Ulcerative Colitis



Ulcerative colitis – язвенныйколит

Overall – вцелом

Close links – тесныесвязи

To require – требовать

Appropriate – подходящий

underincreasingscrutiny – под пристальным вниманием

a variable extent – различнаястепень

spleen - селезенка

flexure – изгиб

bloody diarrhea – кровавый понос

lifelongdisease – пожизненное заболевание

severity of an attack – тяжестьприступа

widespread – широкий

Mortality – смертность

well-documentedassociation – хорошо задокументированная связь

escalating – возрастающий

dosing regimens – режимыдозирования

the judgement required – требуется решение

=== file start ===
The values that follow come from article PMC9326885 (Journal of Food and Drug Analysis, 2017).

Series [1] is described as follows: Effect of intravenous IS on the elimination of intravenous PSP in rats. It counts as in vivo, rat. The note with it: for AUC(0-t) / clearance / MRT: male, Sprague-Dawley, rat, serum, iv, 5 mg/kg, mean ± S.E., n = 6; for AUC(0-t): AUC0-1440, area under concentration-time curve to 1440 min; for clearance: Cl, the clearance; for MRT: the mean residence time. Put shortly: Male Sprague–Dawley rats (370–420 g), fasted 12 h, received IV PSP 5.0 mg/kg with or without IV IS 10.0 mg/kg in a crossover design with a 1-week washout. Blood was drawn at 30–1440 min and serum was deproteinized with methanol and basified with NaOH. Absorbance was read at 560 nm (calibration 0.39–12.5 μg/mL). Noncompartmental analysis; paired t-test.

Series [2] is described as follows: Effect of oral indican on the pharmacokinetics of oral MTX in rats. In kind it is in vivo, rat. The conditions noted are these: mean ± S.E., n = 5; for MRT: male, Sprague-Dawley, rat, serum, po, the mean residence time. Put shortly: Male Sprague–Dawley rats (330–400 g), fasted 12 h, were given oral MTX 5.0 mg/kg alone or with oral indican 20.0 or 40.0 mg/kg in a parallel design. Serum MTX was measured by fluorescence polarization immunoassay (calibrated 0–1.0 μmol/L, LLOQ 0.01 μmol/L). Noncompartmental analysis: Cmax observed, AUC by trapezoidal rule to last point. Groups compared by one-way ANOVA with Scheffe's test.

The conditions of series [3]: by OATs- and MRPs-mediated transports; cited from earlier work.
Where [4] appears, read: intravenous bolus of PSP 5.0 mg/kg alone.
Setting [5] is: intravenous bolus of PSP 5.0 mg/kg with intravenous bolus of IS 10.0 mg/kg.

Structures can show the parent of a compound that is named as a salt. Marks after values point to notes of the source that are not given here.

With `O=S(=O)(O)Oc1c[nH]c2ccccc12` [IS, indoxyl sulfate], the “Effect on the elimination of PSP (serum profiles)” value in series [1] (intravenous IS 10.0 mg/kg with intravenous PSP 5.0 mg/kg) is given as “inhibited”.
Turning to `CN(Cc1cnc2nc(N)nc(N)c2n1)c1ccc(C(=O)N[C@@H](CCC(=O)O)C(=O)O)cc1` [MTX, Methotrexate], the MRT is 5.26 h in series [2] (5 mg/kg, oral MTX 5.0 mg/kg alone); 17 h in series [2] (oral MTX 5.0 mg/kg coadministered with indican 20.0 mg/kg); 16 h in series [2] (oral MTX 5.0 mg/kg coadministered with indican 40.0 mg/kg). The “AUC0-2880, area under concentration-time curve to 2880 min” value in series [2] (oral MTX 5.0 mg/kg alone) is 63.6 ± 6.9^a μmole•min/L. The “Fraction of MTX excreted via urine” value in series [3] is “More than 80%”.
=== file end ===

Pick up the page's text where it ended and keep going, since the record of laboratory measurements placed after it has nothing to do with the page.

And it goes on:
Ulcerative colitis is the most common type of inflammatory disease of the bowel. It has an incidence in the UK of approximately 10 per 100,000 people annually and a prevalence of approximately 240 per 100,000. This amounts to around 146,000 people in the UK with a diagnosis of ulcerative colitis. The cause of ulcerative colitis is unknown. It can develop at any age, but peak incidence is between the ages of 15 and 25 years, with a second, smaller peak between 55 and 65 years (although this second peak has not been universally demonstrated). The British Paediatric Surveillance Unit reported an incidence of ulcerative colitis in children aged younger than 16 years in the United Kingdom, of 1.4 per 100,000 with a greater proportion of Asian children having ulcerative colitis than other children. The median age for diagnosis of ulcerative colitis overall in this childhood cohort was 11.7 years (range 9.3 to 13.7 years).